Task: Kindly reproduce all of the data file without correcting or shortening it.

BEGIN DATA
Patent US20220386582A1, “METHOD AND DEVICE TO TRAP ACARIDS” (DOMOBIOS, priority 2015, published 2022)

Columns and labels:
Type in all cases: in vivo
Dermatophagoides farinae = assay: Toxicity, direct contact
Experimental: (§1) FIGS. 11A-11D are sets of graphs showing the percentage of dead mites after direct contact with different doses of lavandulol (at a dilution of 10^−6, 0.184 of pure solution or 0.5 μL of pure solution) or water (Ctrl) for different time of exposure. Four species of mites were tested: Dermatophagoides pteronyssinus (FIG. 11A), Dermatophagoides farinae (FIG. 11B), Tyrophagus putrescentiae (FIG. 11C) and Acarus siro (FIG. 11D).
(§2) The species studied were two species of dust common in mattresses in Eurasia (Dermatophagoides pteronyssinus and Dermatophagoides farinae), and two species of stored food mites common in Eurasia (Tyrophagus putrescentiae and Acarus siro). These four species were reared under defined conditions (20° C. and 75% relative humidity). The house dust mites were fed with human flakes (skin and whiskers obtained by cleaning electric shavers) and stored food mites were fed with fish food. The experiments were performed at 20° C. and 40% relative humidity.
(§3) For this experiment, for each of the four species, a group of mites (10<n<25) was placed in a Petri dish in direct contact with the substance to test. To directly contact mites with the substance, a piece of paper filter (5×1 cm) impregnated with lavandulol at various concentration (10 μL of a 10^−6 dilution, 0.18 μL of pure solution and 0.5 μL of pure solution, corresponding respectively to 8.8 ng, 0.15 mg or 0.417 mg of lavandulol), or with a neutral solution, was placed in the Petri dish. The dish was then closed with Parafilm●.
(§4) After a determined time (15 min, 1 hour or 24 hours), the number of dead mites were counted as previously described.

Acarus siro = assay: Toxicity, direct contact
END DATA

Patent US20220386582A1, “METHOD AND DEVICE TO TRAP ACARIDS” (DOMOBIOS, priority 2015, published 2022)

Columns and labels:
Type in all cases: in vivo
Dermatophagoides farinae = assay: Toxicity, direct contact
Experimental: (§1) FIGS. 11A-11D are sets of graphs showing the percentage of dead mites after direct contact with different doses of lavandulol (at a dilution of 10^−6, 0.184 of pure solution or 0.5 μL of pure solution) or water (Ctrl) for different time of exposure. Four species of mites were tested: Dermatophagoides pteronyssinus (FIG. 11A), Dermatophagoides farinae (FIG. 11B), Tyrophagus putrescentiae (FIG. 11C) and Acarus siro (FIG. 11D).
(§2) The species studied were two species of dust common in mattresses in Eurasia (Dermatophagoides pteronyssinus and Dermatophagoides farinae), and two species of stored food mites common in Eurasia (Tyrophagus putrescentiae and Acarus siro). These four species were reared under defined conditions (20° C. and 75% relative humidity). The house dust mites were fed with human flakes (skin and whiskers obtained by cleaning electric shavers) and stored food mites were fed with fish food. The experiments were performed at 20° C. and 40% relative humidity.
(§3) For this experiment, for each of the four species, a group of mites (10<n<25) was placed in a Petri dish in direct contact with the substance to test. To directly contact mites with the substance, a piece of paper filter (5×1 cm) impregnated with lavandulol at various concentration (10 μL of a 10^−6 dilution, 0.18 μL of pure solution and 0.5 μL of pure solution, corresponding respectively to 8.8 ng, 0.15 mg or 0.417 mg of lavandulol), or with a neutral solution, was placed in the Petri dish. The dish was then closed with Parafilm●.
(§4) After a determined time (15 min, 1 hour or 24 hours), the number of dead mites were counted as previously described.

Acarus siro = assay: Toxicity, direct contact